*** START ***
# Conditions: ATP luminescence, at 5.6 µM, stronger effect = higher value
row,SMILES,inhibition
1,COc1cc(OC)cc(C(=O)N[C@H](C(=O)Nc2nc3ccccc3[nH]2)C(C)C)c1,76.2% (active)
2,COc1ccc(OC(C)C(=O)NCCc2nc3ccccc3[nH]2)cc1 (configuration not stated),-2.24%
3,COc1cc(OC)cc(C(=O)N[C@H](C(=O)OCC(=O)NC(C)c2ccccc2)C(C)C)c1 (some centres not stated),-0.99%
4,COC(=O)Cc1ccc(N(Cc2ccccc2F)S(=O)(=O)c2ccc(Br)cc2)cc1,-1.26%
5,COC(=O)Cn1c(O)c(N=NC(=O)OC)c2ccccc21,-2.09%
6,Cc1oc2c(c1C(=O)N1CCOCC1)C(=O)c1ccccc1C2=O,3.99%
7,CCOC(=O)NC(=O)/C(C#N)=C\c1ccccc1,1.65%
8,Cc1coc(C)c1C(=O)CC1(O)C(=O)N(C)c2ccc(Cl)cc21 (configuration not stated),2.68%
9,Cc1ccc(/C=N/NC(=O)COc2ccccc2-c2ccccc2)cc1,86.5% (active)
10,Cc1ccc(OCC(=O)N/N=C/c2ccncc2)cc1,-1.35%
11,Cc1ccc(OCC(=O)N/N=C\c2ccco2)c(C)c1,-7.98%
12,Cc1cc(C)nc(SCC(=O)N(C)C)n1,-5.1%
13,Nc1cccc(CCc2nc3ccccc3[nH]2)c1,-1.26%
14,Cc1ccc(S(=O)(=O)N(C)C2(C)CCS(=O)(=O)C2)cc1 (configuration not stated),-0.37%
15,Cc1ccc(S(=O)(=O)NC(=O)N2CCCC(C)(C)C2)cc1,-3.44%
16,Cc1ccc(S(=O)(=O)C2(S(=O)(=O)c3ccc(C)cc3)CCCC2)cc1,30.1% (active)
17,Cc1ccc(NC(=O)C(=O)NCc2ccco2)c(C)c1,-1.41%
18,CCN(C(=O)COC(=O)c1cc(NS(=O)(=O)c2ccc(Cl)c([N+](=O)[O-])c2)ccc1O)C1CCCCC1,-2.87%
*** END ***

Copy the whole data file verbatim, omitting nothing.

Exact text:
# Conditions: ATP luminescence, at 5.6 µM, stronger effect = higher value
row,SMILES,inhibition
1,COc1cc(OC)cc(C(=O)N[C@H](C(=O)Nc2nc3ccccc3[nH]2)C(C)C)c1,76.2% (active)
2,COc1ccc(OC(C)C(=O)NCCc2nc3ccccc3[nH]2)cc1 (configuration not stated),-2.24%
3,COc1cc(OC)cc(C(=O)N[C@H](C(=O)OCC(=O)NC(C)c2ccccc2)C(C)C)c1 (some centres not stated),-0.99%
4,COC(=O)Cc1ccc(N(Cc2ccccc2F)S(=O)(=O)c2ccc(Br)cc2)cc1,-1.26%
5,COC(=O)Cn1c(O)c(N=NC(=O)OC)c2ccccc21,-2.09%
6,Cc1oc2c(c1C(=O)N1CCOCC1)C(=O)c1ccccc1C2=O,3.99%
7,CCOC(=O)NC(=O)/C(C#N)=C\c1ccccc1,1.65%
8,Cc1coc(C)c1C(=O)CC1(O)C(=O)N(C)c2ccc(Cl)cc21 (configuration not stated),2.68%
9,Cc1ccc(/C=N/NC(=O)COc2ccccc2-c2ccccc2)cc1,86.5% (active)
10,Cc1ccc(OCC(=O)N/N=C/c2ccncc2)cc1,-1.35%
11,Cc1ccc(OCC(=O)N/N=C\c2ccco2)c(C)c1,-7.98%
12,Cc1cc(C)nc(SCC(=O)N(C)C)n1,-5.1%
13,Nc1cccc(CCc2nc3ccccc3[nH]2)c1,-1.26%
14,Cc1ccc(S(=O)(=O)N(C)C2(C)CCS(=O)(=O)C2)cc1 (configuration not stated),-0.37%
15,Cc1ccc(S(=O)(=O)NC(=O)N2CCCC(C)(C)C2)cc1,-3.44%
16,Cc1ccc(S(=O)(=O)C2(S(=O)(=O)c3ccc(C)cc3)CCCC2)cc1,30.1% (active)
17,Cc1ccc(NC(=O)C(=O)NCc2ccco2)c(C)c1,-1.41%
18,CCN(C(=O)COC(=O)c1cc(NS(=O)(=O)c2ccc(Cl)c([N+](=O)[O-])c2)ccc1O)C1CCCCC1,-2.87%